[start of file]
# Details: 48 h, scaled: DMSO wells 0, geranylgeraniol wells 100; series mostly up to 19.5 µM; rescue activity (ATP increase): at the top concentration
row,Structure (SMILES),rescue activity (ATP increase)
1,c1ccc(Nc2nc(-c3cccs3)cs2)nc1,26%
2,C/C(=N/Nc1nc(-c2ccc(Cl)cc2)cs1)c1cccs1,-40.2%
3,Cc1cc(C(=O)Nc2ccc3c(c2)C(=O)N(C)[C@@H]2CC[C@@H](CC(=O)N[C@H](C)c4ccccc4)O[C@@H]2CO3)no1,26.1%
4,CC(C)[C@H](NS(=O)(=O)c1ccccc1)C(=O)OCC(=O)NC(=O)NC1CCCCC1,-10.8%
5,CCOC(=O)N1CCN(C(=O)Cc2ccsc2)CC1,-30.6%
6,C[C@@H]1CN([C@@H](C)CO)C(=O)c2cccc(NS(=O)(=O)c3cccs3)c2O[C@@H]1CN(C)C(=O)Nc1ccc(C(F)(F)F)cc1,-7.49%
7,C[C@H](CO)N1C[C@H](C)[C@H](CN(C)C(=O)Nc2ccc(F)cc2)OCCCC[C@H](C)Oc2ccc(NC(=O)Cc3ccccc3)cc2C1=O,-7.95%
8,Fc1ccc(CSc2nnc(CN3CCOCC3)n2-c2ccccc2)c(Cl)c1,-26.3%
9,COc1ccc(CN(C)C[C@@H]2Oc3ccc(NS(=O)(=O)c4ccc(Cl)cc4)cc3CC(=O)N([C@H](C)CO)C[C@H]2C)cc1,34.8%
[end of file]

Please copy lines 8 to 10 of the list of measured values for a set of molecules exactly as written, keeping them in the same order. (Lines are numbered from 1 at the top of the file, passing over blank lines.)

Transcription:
6,C[C@@H]1CN([C@@H](C)CO)C(=O)c2cccc(NS(=O)(=O)c3cccs3)c2O[C@@H]1CN(C)C(=O)Nc1ccc(C(F)(F)F)cc1,-7.49%
7,C[C@H](CO)N1C[C@H](C)[C@H](CN(C)C(=O)Nc2ccc(F)cc2)OCCCC[C@H](C)Oc2ccc(NC(=O)Cc3ccccc3)cc2C1=O,-7.95%
8,Fc1ccc(CSc2nnc(CN3CCOCC3)n2-c2ccccc2)c(Cl)c1,-26.3%